At f5.6 on a 35mm lens the size of the Airy disc should be about 7.5 microns which if I'm correct would lead to 133 line/mm or 66 lp/mm. This means the 147 figure Aron listed seems high to me any way you figure it.
Originally Posted by Nicholas Lindan
Correction: To be more accurate, the "diameter" of the Airy disc would be 7.5 microns, which would make the radius half of that or 3.75 microns. Furthermore, lens resolution calculations typically assumes that you can resolve two points separated by the Airy radius and not the diameter as I calculated above. This would lead to a resolution of closer to 266 lp/mm at f/5.6 in light at 550 nm.
Last edited by Denis K; 09-10-2009 at 12:59 PM. Click to view previous post history.
Reason: Stupid mistake
Just a stray comment, since I don't know the specifics of this test you did: in my experience the Fuji EBC lenses are veeery contrasty. I don't mean that as a criticism- for landscape and such they never disappointed me.
thank you for your helpful comment. It is not very easy to clearly see where the resolution limit is for a given aperture (without a device contstructed for the task, I can't get rid of the human factor at evaluation) on this chart, especially that despite the kind of film I used, grain still proved to be a major problem. I tried to be pessimistic and I got a number of 130. This is below the theoretical top resolving power at the mentioned f5.6.
However, for the other apertures I examined again (1.8-2.8-4) the earlier results seemed to be correct.
May I conclude that the simple mistake was made of taking the results as lp/mm and not as lines/mm? If yes, are these results still very good?
I have nearly 20 years experience in such tests, so may be I can help you.
That is not automatically the case. It depends on the surface and the reflection characteristics of the surface of the test chart.
Originally Posted by Aron
If it is matte and little reflecting, or brillant and strong reflecting. In most cases not the power of the light, but the direction of the light has influence. In this case, when your halogen lamp is working in a specific angle, it may happen that even the black lines are a reflecting and turning to grey, the object contrast is significantly reduced.
A proper, even and indirect lighting with no reflection spots of the test chart is necessary for a reliable test.
In general it is possible, yes. With an excellent lens, modern films, exact focusing and avoiding of camera shake extremely high resolution values are possible.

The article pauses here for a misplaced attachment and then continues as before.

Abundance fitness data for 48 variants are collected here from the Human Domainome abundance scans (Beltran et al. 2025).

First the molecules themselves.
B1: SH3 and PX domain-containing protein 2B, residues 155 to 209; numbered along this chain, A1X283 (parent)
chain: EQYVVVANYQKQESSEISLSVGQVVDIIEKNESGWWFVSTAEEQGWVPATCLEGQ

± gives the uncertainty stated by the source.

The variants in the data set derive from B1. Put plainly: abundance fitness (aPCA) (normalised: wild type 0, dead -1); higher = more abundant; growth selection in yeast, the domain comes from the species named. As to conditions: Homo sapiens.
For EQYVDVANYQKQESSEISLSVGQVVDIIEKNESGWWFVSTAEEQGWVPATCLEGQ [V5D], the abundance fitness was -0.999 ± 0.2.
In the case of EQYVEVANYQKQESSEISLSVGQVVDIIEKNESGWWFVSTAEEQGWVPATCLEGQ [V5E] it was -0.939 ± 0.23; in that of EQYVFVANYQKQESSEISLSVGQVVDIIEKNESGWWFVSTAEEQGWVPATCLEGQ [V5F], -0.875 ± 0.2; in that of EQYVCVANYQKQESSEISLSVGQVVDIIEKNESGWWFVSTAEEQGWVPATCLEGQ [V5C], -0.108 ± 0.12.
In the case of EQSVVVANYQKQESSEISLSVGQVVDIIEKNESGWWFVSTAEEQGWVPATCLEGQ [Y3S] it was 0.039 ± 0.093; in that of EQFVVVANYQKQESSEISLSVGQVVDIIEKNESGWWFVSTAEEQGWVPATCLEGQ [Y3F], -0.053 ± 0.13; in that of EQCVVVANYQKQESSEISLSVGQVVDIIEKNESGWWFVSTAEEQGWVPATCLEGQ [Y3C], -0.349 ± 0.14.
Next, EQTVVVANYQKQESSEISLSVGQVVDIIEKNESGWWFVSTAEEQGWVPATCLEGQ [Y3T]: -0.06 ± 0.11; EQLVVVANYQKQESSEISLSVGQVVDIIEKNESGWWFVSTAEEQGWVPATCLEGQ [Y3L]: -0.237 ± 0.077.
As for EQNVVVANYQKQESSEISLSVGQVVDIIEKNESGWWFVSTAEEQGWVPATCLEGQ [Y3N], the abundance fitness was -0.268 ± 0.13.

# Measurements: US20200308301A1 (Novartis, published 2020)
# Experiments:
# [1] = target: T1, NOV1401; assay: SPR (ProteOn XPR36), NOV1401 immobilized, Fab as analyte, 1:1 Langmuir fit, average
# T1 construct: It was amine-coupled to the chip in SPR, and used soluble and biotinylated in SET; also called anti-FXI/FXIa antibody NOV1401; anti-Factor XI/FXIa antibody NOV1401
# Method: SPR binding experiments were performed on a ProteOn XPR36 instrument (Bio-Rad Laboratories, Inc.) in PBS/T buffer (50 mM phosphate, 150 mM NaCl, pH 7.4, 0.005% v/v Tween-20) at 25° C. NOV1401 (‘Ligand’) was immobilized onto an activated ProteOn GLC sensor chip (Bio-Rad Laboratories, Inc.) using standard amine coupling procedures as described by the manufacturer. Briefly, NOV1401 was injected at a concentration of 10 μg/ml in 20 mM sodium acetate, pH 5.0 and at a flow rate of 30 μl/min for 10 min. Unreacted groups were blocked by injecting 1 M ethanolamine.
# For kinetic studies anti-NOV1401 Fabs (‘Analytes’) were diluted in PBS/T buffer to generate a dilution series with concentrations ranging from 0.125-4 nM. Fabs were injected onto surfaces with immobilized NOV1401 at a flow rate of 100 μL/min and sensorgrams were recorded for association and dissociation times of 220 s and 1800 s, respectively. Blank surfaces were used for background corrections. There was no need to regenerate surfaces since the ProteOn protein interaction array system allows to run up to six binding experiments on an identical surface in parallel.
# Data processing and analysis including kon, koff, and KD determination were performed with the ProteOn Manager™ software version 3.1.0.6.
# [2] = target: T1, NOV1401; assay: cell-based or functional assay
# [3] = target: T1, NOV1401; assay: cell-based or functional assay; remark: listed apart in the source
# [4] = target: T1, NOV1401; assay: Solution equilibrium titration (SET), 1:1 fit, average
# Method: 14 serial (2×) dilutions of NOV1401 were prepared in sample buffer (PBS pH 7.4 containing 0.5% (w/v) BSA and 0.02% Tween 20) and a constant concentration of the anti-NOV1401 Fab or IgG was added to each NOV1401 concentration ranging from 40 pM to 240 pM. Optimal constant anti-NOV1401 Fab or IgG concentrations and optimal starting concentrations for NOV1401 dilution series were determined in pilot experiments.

Originally Posted by Aron
You may have a look at the scientific tests made at Carl Zeiss in Germany.
They are published in the Zeiss camera lens news 17, 19, 20, 24 and 30 (look on their home page www.zeiss.de).
For example they achieved 180 linepairs per millimeter with Kodak TMX, 170 linepairs per millimeter with Fuji Velvia, and 160 lp/mm with Acros 100. With Agfa Ortho 25 250 lp/mm. At an object contrast of 1:100.
In an MTF test Dr. Hubert Nasse, chief optic designer of Zeiss, got 180 lp/mm with TMX.
Or look here, Delta 100 test:
My own test results:
I am working with a test chart with quite low contrast, only 1:16, four stops.
Because in nearly all scenes you have at least such a contrast, often higher.
I want to know how good my lenses and films are in low / moderate contrast situations.
With a Zeiss ZF 2/50 at aperture 4 and 5,6 in the centre of the negative I achieved 130 - 150 linepairs per millimeter with Ilford Delta 100.
130 lp/mm are clearly seperated, with 150 lp/mm you can still see a contrast difference. Delta 100 is one of my favourite films since its introduction 1992.
For these tests a developer test was integrated (Spur HRX-3, Spur SD2525, Rollei RLS / CG512, Rodinal 1:50; highest resolution values were achieved with HRX-3 and RLS).
With Kodak TMX and Rollei Retro 80S I got nearly the same resolution, the differences between these three films concerning resolution are so small that they are not really worth to be mentioned. Resolution of Acros 100 is a bit lower, but you can see the difference only under a microscope.
The difference in grain is a bit bigger: Retro 80S has the finest grain, then Acros 100, TMX and Delta are following.
With Rollei Ortho 25 / Adox Ortho 25 (a film made by Filmotec) I got resolution values of about 150 - 170 linepairs per millimeter, with Rollei ATP and Spur DSX ( = Agfa Copex Rapid) 170 - 200 lp/mm.
And with Spur Orthopan UR / Adox CMS 20 (older version of Agfa Copex HDP microfilm) I reached the limits of my microscope: 270 Lp/mm. Probably the resolution is even a bit higher, but my microscope delivers not enough magnification to further analyse it .
These high resolution films are incredible.